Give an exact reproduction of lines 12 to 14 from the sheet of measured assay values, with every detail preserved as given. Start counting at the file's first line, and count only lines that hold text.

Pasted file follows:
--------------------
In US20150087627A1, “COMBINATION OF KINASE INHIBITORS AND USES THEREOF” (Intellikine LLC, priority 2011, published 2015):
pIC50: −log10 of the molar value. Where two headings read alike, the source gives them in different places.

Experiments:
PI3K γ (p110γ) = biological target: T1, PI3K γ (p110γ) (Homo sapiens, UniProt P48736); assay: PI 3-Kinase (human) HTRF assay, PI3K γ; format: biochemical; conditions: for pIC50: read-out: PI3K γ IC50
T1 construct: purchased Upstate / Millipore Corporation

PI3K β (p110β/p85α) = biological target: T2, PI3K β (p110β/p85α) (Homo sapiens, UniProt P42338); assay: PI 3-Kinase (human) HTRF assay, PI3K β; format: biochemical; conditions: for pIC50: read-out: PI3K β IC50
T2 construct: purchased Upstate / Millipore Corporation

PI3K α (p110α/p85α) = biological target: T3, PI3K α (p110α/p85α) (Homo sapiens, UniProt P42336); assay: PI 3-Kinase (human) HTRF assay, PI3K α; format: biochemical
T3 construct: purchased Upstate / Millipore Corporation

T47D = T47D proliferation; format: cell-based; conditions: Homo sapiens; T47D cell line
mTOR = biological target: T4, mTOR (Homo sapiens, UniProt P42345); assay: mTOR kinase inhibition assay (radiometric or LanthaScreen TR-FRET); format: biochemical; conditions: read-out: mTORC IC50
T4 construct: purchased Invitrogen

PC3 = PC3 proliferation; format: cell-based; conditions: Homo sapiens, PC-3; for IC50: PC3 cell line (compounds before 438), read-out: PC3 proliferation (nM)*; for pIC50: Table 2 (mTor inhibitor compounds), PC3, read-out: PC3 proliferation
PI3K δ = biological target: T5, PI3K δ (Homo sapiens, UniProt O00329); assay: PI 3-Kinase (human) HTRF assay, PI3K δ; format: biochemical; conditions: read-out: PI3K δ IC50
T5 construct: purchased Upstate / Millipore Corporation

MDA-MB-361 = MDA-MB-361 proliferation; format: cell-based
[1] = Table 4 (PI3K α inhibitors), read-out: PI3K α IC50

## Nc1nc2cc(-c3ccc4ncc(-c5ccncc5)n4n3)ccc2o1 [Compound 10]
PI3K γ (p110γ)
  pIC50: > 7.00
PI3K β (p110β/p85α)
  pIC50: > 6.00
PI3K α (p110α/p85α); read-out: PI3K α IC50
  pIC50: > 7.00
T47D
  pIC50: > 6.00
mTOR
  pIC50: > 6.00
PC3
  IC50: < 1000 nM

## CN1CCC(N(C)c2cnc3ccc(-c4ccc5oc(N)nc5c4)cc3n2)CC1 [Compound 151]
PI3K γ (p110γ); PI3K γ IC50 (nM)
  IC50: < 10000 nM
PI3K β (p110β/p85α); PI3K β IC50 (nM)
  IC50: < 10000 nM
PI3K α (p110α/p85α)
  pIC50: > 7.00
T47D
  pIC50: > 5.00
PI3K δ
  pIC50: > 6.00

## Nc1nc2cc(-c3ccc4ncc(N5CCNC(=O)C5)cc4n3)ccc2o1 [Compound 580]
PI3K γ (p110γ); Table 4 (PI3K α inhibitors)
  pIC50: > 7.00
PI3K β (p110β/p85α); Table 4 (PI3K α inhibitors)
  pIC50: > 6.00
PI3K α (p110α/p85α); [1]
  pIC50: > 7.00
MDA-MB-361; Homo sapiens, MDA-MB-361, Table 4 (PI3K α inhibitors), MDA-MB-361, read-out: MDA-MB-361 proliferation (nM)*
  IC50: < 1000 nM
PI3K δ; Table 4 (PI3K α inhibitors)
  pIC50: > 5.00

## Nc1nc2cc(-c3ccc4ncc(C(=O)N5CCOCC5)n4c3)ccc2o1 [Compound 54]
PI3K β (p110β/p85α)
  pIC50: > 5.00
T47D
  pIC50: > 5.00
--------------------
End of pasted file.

T4 construct: purchased Invitrogen

PC3 = PC3 proliferation; format: cell-based; conditions: Homo sapiens, PC-3; for IC50: PC3 cell line (compounds before 438), read-out: PC3 proliferation (nM)*; for pIC50: Table 2 (mTor inhibitor compounds), PC3, read-out: PC3 proliferation
PI3K δ = biological target: T5, PI3K δ (Homo sapiens, UniProt O00329); assay: PI 3-Kinase (human) HTRF assay, PI3K δ; format: biochemical; conditions: read-out: PI3K δ IC50